Falling Angels (2005)
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Critic Reviews for Falling Angels
So many reasons to see the darkly hopeful Canadian film Falling Angels -- a terrific unknown cast showcased in subtle close-ups, and a quirky literary script largely free of cliche.
It's the attention to small details that makes the characters so believable, especially in the way Smith delivers their sentiments: in quiet, personal moments.
Deftly balances elements of pathos, humor and the grotesque while maintaining a low-key tenor.
What offends most is the patina of smugness that seeps through every frame.
There's little intelligence or realism evident on screen.
Audience Reviews for Falling Angels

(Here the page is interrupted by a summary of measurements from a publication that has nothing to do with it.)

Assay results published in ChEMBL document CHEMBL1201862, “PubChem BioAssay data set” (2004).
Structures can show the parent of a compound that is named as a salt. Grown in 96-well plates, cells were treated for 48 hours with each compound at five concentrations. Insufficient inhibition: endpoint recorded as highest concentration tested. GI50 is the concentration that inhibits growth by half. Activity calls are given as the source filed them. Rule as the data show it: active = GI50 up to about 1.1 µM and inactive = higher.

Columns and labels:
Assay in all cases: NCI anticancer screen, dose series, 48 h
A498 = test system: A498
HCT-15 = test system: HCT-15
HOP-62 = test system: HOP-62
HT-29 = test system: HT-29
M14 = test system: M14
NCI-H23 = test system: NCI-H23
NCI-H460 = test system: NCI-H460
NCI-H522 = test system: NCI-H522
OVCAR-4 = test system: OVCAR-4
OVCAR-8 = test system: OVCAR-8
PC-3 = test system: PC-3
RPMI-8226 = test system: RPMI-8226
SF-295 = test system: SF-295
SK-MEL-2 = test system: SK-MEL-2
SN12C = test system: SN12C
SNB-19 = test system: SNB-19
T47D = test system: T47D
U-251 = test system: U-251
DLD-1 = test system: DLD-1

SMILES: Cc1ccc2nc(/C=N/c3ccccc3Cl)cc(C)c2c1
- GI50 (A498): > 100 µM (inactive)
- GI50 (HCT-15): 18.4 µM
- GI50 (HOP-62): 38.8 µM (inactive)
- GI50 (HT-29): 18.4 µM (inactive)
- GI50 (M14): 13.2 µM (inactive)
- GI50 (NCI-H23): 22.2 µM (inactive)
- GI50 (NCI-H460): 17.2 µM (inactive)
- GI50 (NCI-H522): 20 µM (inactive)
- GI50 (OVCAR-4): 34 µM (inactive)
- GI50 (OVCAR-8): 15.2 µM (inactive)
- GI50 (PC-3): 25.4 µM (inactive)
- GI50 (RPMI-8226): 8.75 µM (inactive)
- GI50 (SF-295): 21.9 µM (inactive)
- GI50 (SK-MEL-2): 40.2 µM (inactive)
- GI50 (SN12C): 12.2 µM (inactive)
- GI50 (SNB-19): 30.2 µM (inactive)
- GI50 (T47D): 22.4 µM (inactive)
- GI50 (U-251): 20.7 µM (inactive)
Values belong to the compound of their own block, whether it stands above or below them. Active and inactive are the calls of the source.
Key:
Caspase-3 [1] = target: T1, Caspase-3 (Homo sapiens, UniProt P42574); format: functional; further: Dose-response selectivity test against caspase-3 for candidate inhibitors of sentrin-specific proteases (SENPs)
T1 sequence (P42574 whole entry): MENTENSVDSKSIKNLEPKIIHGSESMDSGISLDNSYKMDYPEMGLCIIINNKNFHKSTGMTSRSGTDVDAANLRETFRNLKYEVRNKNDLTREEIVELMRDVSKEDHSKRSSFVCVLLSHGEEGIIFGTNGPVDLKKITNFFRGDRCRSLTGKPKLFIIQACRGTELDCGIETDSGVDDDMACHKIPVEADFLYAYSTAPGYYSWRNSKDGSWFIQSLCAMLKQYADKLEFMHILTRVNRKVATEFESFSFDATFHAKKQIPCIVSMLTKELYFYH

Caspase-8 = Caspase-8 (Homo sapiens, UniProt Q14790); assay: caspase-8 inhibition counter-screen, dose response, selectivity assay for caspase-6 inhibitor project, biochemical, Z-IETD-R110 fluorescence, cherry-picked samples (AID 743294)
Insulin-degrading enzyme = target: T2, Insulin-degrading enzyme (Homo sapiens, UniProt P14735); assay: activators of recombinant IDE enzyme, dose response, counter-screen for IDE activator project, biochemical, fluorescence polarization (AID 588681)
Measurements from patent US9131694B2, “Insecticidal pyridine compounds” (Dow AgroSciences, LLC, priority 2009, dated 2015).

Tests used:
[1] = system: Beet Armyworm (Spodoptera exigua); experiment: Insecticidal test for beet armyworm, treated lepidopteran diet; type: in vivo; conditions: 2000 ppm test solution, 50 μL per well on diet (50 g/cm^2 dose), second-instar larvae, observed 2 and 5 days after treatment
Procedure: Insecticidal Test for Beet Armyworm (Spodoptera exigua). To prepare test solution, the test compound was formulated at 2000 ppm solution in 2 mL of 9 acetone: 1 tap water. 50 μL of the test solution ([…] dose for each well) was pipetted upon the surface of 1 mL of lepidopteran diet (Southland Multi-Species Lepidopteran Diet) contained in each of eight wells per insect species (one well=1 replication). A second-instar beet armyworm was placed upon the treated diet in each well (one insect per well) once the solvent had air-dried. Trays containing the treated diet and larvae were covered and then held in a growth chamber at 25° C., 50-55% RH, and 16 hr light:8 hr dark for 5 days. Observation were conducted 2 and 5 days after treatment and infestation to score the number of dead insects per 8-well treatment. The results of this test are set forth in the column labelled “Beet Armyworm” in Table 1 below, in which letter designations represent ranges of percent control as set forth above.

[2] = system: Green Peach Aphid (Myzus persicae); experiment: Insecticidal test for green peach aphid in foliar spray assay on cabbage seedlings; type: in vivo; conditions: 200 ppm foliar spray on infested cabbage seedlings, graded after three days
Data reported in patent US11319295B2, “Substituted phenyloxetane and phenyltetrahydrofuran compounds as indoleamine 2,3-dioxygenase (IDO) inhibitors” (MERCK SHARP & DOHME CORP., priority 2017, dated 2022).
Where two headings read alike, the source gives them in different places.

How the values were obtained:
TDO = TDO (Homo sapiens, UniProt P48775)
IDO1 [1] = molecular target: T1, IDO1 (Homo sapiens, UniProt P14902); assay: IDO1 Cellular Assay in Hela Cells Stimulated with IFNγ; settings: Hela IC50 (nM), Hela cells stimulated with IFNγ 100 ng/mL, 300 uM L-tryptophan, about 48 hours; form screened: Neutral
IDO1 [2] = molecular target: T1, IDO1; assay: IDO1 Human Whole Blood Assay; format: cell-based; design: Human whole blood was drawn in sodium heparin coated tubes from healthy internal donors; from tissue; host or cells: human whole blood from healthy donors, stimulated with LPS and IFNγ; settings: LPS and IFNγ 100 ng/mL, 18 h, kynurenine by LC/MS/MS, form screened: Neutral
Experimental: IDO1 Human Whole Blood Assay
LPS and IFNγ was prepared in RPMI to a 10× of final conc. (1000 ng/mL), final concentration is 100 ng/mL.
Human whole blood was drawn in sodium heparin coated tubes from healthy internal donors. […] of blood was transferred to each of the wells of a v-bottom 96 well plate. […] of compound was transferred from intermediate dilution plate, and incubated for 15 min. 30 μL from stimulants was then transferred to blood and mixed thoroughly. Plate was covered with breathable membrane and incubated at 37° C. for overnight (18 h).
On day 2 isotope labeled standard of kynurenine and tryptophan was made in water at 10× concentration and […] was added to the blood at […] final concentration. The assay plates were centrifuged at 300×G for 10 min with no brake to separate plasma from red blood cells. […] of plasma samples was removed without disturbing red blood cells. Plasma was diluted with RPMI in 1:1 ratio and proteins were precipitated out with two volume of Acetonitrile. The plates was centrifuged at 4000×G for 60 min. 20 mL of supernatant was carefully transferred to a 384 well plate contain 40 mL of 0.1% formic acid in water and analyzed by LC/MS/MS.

Funny? There is nothing funny about this. Where to begin? Incredible story of loss, mental illness, and family dysfunction. That last term seems inadequate here. It could easily have become mind-numbingly depressing, and very nearly did for this viewer, but strong performances by a terrific cast kept it from plummeting over the edge. Hard to imagine how a woman as depressed as Mary (Miranda Richardson) could subsequently have three daughters without her depression being diagnosed, but this was the dark ages when it comes to psychology. The three girls must care for their incapacitated mother, stay out of the way of their psychotically violent father, and somehow maintain a facade of normality for the outside world. There were so many pressures on this family, it is a wonder any of them is capable of even the most basic functions. This viewer felt like each of the girls will always struggle with life's choices. Yet, somehow in the face of unspeakable tragedies, these girls seem to have the strength to continue to struggle. These three young actresses (Katherine Isabelle, Kristin Adams, and Monte Gagne) managed to make their characters believable, sympathetic, and incredibly resilient. Hard to watch, but, wow!
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